In 54 of West Viginia’s 55 counties, the number of people who stayed home on election day in 2016 was greater than the number of people who voted for the winner of the election, Smith said.

“We have to get those people to come out and vote, and the way to do that is by offering them something worth voting for,” Smith said. “Especially young people. Especially people with criminal records. Especially people in recovery. All the folks most left out of the political system are the ones who most deserve to be in it.”

If he and other “WV Can’t Wait” candidates are able to reach even 5 to 10 percent of those people, Smith said, he thinks they could have the power to swing elections across the state, and they would be doing so in a way that holds them accountable to the most vulnerable amongst their constituents, not the most wealthy or powerful.

Smith said too many West Virginians have been convinced the state does not have enough money to provide for all its citizens.

“This is the richest time in West Virginia history, and all we’re told is that we have to choose who amongst us will be able to make a living and who won’t,” Smith said. “We’ve been brainwashed to believe we can’t have a world that is good for most people.”

Some ways to enhance the lives of everyday and struggling West Virginians would be to force the wealthiest citizens who already have plenty for themselves, like Governor Jim Justice, to pay their fair share in taxes and to rewrite the tax codes to favor small businesses over extremely wealthy corporations, Smith said.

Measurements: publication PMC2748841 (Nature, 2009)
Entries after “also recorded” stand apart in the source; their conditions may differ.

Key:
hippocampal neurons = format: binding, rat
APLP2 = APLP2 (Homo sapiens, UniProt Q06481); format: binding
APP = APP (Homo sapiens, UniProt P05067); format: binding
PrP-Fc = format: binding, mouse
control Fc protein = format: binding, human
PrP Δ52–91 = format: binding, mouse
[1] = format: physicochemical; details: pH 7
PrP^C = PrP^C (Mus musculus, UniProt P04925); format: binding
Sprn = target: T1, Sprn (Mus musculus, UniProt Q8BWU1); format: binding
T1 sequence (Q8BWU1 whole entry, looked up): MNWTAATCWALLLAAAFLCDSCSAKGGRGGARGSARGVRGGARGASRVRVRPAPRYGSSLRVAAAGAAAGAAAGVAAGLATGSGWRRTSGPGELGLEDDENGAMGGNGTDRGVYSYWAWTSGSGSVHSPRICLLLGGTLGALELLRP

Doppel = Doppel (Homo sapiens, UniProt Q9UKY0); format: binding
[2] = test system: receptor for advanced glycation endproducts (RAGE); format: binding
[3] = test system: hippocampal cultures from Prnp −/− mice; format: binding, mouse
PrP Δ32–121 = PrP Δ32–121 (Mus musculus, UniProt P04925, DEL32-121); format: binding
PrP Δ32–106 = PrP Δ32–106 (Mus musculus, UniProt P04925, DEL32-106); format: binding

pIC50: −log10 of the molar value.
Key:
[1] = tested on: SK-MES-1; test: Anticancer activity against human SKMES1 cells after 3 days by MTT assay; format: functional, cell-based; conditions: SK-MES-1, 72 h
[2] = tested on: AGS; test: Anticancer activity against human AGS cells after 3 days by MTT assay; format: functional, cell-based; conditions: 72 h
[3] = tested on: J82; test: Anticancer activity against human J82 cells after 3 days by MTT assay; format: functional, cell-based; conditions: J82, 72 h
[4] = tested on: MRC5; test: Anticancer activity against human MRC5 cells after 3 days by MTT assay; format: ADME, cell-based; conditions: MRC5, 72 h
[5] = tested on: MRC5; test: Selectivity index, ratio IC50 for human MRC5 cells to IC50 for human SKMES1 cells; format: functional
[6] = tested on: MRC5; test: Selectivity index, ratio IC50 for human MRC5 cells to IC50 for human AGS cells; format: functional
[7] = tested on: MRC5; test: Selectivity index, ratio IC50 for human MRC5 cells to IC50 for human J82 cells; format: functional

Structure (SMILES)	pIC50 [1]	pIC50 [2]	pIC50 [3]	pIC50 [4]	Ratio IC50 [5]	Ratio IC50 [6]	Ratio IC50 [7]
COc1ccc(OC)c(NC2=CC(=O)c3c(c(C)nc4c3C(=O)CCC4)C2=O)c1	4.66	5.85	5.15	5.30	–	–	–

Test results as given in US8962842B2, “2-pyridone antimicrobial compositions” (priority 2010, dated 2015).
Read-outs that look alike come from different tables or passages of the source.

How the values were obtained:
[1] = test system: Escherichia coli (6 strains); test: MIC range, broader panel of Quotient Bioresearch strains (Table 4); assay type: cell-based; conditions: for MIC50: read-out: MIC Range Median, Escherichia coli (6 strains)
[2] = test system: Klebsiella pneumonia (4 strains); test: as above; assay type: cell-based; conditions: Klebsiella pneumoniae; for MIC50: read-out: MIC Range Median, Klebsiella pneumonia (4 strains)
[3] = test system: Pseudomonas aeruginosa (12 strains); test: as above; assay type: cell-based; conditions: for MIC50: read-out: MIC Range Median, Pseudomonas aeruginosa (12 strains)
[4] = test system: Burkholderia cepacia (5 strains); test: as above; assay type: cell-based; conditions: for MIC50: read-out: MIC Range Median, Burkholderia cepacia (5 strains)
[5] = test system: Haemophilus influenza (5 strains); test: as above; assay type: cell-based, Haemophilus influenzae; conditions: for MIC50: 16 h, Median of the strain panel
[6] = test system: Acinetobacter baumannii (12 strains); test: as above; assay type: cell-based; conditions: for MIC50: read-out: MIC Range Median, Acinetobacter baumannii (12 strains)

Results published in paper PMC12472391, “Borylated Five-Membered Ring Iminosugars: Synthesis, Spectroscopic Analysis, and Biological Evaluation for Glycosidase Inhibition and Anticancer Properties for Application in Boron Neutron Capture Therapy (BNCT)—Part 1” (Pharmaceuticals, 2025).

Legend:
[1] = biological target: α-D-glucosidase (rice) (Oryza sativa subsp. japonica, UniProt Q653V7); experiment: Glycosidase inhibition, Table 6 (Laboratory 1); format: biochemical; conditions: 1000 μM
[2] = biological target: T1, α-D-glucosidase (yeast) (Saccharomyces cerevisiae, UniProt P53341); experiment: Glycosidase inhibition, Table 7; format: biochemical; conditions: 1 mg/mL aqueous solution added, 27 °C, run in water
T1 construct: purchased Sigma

“As long as we’re fighting each other, they win,” Smith said. “And politics is not a sport. There are lives at stake.”

Opal Sanders, a lifelong Huntington resident who attended the town hall, said connecting with disenfranchised West Virginians enough to engage with them in the political process will be key if Smith and the “WV Can’t Wait” movement are to have much success.

“I’ve gone door to door and talked to people myself,” Sanders said. “So, take it from me. You can knock on 100 doors in West Virginia, and at least 60 people will tell you they just don’t vote anymore.”

Most West Virginians, she said, have practically entirely lost faith in the political process, even those who used to be politically motivated and adamant about voting.

“These people have been abandoned so many times, for so long, they’ve just lost hope,” Sanders said. “They think the good ol’ boys are going to be in control no matter what.”

Effective grassroots organizing to efficiently spread Smith’s messages and those of “WV Can’t Wait”will be essential if the movement is to gain significant momentum, she said.

“The message of fighting back against the good ol’ boys could really connect with people in West Virginia,” Sanders said.

Modern politics is not simply a polite discussion between the left and the right, Smith said.

“Politics is a battle for power between the people working and hurting the most and the good ol’ boys club,” Smith said. “Our job is to change who is in power. If all of us get together, we can build a government that works for everybody.”

Saturday’s town hall was sponsored by Cabell County Young Democrats and Marshall University Young Democrats in partnership with Tri-State Indivisible.

Douglas Harding can be contacted at [email protected]